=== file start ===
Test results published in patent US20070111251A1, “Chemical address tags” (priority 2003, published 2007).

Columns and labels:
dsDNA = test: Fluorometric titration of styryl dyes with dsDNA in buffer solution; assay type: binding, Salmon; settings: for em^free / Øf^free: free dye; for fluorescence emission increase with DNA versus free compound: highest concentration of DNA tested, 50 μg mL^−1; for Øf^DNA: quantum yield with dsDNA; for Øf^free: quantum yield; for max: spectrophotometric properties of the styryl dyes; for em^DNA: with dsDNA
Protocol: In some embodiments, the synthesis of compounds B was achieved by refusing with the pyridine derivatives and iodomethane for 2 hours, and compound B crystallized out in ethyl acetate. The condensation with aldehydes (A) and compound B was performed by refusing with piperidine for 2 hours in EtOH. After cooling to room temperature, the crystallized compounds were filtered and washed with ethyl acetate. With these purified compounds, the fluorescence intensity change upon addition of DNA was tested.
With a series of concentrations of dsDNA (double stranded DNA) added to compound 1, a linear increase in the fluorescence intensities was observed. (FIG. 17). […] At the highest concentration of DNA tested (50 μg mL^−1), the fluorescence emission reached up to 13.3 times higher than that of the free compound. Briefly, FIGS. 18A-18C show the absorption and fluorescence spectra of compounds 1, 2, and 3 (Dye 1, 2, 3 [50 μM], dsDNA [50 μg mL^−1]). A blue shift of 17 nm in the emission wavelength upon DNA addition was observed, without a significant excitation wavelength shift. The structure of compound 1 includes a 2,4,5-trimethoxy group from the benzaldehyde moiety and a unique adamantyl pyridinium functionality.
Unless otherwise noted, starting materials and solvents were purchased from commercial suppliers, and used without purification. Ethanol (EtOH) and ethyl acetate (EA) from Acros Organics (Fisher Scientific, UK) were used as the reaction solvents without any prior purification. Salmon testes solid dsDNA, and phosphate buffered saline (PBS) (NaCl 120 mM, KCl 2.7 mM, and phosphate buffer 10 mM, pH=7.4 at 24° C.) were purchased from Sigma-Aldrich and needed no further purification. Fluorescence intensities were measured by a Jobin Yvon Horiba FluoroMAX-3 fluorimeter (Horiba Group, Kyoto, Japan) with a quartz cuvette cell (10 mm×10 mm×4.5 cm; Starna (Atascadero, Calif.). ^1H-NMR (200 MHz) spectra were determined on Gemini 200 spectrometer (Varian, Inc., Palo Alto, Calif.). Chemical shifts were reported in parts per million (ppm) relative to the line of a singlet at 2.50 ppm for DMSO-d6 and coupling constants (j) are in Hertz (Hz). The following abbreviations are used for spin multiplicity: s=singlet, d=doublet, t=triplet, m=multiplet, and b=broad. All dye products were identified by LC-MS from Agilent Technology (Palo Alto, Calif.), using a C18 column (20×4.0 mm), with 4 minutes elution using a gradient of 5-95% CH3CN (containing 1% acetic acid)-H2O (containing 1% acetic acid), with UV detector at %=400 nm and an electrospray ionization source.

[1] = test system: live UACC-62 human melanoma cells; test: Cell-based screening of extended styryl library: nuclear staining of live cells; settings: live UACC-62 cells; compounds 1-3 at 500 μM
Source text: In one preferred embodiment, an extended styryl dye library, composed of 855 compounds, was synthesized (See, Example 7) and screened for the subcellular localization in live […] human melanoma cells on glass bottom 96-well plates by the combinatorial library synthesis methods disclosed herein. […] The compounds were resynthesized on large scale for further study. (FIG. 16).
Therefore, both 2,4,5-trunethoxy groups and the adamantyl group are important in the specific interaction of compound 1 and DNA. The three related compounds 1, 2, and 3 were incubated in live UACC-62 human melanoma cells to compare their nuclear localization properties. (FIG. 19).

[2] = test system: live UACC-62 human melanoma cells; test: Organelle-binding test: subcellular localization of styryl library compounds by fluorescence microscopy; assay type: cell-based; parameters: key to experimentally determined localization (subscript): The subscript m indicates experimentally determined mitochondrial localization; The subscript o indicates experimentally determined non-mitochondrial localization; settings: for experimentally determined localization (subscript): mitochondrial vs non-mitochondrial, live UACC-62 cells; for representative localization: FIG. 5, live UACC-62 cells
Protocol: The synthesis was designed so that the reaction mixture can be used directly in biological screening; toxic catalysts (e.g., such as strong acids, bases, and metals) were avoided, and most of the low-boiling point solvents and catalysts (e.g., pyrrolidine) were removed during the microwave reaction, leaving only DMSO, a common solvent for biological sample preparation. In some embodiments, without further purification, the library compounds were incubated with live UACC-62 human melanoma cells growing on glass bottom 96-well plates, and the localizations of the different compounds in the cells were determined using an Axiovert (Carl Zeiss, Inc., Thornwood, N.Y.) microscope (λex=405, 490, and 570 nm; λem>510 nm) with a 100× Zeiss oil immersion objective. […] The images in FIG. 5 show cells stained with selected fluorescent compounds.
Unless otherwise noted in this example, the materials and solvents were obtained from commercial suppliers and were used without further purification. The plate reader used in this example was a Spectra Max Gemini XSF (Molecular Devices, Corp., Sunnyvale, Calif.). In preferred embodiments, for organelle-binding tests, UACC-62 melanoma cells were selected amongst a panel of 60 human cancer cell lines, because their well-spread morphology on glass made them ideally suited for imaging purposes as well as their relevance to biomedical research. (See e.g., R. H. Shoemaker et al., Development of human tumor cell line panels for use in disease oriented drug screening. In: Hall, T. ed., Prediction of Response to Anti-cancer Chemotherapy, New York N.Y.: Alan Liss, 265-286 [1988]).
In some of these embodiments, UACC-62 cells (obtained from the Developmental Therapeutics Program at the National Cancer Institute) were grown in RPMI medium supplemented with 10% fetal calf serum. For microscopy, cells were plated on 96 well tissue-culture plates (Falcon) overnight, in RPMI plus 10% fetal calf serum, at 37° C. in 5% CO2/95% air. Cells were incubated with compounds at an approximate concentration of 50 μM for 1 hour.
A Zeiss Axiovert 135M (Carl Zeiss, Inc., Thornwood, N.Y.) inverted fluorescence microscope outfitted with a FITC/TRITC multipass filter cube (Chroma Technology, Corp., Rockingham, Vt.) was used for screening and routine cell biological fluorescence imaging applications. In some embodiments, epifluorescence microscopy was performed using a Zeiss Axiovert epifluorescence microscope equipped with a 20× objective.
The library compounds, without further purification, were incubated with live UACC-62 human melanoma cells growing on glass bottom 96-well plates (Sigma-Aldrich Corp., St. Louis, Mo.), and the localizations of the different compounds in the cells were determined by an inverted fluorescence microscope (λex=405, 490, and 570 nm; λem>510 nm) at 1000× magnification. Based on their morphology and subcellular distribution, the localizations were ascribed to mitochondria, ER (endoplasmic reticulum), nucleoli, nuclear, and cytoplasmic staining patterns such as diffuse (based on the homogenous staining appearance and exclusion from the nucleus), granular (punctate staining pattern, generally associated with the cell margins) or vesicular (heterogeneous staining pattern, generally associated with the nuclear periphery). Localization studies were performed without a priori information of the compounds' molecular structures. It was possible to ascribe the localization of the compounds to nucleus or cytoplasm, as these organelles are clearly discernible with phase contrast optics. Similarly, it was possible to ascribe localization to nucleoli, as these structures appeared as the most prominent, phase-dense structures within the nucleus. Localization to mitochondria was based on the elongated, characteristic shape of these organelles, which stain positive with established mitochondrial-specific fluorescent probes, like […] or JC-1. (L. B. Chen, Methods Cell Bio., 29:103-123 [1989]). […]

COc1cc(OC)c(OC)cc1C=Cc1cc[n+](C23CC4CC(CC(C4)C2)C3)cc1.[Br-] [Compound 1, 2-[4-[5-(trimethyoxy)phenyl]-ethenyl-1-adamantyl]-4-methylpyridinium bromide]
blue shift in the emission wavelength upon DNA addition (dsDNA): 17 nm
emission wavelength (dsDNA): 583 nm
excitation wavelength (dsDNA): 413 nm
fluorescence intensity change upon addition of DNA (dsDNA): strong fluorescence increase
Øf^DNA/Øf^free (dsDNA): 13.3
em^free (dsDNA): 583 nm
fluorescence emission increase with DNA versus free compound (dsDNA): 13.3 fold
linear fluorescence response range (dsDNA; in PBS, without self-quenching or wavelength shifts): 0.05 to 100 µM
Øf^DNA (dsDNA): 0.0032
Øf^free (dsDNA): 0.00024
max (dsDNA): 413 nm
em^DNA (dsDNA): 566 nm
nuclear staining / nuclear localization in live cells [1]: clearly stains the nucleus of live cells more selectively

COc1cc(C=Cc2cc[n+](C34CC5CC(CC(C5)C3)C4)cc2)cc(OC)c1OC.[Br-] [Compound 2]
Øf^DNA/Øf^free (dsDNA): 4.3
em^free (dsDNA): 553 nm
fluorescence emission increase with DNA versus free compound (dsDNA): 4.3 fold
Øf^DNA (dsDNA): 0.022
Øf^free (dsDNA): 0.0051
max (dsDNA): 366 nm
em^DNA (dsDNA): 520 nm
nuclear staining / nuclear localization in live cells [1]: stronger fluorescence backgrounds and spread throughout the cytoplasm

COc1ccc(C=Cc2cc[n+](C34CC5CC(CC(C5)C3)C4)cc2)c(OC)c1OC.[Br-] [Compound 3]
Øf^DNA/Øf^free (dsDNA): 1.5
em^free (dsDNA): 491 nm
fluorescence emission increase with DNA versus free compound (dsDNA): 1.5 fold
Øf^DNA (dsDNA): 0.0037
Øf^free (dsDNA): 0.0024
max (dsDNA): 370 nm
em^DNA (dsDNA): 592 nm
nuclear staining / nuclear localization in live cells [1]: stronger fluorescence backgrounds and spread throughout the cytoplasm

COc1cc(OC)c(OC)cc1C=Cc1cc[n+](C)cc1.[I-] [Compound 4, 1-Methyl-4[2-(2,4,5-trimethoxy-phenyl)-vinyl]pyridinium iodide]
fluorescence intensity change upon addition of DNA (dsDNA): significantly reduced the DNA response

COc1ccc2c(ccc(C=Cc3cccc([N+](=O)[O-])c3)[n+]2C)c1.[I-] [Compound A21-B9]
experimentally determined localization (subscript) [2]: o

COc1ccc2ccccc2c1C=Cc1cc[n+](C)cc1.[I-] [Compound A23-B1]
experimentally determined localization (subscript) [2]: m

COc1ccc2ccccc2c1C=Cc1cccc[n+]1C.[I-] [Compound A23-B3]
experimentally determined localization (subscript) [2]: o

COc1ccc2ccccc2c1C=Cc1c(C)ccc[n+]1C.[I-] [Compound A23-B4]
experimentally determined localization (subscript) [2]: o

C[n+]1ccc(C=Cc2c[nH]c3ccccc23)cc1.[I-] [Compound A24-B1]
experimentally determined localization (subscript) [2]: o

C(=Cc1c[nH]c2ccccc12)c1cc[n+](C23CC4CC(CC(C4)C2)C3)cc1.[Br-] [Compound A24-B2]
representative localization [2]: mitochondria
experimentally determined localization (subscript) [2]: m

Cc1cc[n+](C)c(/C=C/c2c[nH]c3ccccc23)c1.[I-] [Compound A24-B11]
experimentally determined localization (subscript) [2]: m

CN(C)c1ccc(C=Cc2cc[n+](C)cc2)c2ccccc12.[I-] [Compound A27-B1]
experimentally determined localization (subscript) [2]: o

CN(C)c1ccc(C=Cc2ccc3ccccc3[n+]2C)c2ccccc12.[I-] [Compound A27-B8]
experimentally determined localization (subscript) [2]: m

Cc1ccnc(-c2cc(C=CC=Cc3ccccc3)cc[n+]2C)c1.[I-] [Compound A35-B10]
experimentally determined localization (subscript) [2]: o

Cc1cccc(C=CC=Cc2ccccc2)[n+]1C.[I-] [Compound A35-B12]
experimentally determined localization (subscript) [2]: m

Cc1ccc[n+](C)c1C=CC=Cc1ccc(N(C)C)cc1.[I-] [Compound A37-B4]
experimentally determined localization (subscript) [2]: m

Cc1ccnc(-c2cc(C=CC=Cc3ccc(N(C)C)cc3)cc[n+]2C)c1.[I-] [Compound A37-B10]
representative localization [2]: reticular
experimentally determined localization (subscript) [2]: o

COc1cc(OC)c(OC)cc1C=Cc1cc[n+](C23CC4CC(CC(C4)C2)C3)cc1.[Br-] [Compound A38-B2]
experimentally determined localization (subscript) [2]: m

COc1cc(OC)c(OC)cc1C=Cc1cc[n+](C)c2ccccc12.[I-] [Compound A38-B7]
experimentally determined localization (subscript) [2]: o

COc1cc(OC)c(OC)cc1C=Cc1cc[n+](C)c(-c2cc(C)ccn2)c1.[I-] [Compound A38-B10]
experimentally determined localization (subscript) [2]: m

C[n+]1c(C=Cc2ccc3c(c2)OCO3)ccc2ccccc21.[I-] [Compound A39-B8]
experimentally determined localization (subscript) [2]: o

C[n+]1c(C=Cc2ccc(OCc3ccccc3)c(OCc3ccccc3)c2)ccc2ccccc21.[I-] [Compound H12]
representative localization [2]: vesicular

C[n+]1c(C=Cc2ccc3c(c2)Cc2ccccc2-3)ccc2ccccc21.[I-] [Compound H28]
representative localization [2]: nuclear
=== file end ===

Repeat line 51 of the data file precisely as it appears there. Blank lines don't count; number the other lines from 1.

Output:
experimentally determined localization (subscript) [2]: o